Will there ever be the “right type of snow” in Britain?
The last time round when there was such widespread travel chaos in Britain due to snow was quite some time ago….it was in 1991 – the year the “wrong type of snow” was born – British Rail’s ill-conceived attempt to explain why the railways had come to a virtual standstill after heavy snowfall.
The “wrong type” of just about anything has since been used to explain why the country’s creaking transport system is grinding to a halt ….remember the one about the “wrong type of leaves” on the tracks?
OK, before you read on I should declare that I’m not British and hail from a country that usually copes with bad weather a lot better than Britain.
But I’ve been here long enough – 20 years to be precise – to think when I heard on the radio in the morning that no London busses were running at all – that didn’t even happen during the Blitz, apparently – …”oh well, it must be bad then … better log on from home”. And so did thousands of employees, many of them actively encouraged by their employers not to travel to work unless it was “critical”.
But I still couldn’t help thinking: why is this happening, and shouldn’t I make a bit more of an effort to get into the office? Why is there hardly any public transport, forcing so many people to stay at home when there is heavy snowfall? Can’t the streets of London be gritted, and why is no one shovelling the snow off the pavement outside their houses, an effort common in many countries that experience wintery conditions?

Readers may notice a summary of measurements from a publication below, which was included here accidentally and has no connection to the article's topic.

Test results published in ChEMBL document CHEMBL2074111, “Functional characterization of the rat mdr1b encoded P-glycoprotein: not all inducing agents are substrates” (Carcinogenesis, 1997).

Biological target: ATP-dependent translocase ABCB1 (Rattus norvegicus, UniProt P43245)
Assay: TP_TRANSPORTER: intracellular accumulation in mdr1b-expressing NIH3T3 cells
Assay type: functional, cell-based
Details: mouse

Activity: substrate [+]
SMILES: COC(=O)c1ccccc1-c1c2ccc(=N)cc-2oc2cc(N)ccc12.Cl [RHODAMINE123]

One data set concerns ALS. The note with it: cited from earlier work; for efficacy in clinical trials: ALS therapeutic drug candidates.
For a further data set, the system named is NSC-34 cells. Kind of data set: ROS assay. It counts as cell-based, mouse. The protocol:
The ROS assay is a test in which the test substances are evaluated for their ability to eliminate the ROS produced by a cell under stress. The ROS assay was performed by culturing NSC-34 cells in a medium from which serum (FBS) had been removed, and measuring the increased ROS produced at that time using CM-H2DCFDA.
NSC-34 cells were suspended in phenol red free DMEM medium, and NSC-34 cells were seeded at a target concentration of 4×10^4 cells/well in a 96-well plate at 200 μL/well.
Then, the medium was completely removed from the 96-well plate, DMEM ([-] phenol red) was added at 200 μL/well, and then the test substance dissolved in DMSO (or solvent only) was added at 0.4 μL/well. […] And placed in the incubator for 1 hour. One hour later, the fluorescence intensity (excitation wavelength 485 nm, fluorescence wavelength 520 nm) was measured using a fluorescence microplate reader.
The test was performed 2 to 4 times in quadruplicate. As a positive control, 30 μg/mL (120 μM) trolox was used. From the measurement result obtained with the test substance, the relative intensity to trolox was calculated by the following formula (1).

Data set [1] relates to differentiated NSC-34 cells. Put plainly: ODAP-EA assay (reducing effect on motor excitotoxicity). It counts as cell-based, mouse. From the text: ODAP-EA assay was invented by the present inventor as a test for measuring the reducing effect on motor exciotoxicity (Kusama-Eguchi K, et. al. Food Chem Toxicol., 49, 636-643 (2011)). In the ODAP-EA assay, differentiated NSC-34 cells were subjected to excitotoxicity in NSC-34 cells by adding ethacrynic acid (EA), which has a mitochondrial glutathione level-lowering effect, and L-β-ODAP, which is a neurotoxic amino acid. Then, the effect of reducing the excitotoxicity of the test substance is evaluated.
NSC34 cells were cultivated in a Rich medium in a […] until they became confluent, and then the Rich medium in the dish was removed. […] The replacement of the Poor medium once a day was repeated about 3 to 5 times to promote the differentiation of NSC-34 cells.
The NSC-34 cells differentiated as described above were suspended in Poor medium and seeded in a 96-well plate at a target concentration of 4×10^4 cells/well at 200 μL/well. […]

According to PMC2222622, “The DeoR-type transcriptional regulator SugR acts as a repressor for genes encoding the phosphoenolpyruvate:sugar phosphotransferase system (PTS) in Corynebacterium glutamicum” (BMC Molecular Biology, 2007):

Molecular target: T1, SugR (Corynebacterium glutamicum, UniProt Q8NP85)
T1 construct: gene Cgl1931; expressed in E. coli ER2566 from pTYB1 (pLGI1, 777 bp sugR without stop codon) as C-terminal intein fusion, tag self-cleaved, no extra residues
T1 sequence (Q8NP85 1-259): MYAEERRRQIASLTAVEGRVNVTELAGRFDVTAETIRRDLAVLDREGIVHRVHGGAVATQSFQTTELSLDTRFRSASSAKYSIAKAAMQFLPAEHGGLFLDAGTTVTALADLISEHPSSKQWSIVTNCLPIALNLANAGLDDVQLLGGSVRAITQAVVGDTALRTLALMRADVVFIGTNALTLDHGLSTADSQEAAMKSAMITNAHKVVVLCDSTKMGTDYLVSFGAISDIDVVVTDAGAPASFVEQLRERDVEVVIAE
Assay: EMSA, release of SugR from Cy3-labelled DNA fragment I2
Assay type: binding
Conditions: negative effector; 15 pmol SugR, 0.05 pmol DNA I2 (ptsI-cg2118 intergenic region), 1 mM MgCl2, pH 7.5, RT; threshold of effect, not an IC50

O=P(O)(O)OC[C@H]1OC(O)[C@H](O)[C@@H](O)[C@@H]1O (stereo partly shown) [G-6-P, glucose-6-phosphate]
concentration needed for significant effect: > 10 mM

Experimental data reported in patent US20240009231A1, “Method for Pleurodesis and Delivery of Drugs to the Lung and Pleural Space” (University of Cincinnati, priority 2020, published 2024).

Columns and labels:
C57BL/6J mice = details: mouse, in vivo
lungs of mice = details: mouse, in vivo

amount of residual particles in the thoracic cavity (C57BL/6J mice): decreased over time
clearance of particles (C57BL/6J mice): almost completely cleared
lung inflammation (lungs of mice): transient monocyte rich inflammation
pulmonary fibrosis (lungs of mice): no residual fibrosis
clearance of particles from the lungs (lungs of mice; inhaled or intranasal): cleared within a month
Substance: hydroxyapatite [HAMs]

The cost to businesses is huge – an estimated 1 billion pounds a day as about 20 per cent of the country’s workforce is believed to have taken a “snow day” on Monday.
It’s not that it never snows heavily in Britain – but in London it’s not so common. London Mayor Boris Johnson, facing questions over the inability of the capital’s infrastructure to cope with six inches of snow, conceded the city did not have enough ploughs to keep the roads clear.
“There’s no doubt about it, this is the right kind of snow, it’s just the wrong kind of quantities,” Johnson told the BBC.
But local councils said the snow was simply “too heavy” for their gritters to work. “The problem with this sort of weather is when you grit and it snows heavily, of course, the maximum effect of that gritting is lost,” the Local Government Association said.
So, it WAS the “wrong kind of snow” again….